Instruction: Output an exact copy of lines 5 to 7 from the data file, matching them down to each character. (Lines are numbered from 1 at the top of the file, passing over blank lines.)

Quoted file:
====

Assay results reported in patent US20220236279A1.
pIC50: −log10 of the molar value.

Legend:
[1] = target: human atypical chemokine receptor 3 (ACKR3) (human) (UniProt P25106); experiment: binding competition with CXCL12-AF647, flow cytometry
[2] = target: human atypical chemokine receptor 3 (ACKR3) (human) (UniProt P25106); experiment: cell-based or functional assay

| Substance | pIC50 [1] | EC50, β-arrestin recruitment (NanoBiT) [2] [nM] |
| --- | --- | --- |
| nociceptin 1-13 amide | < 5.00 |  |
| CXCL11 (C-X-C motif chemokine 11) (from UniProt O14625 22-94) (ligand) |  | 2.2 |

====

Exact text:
[2] = target: human atypical chemokine receptor 3 (ACKR3) (human) (UniProt P25106); experiment: cell-based or functional assay

| Substance | pIC50 [1] | EC50, β-arrestin recruitment (NanoBiT) [2] [nM] |
| --- | --- | --- |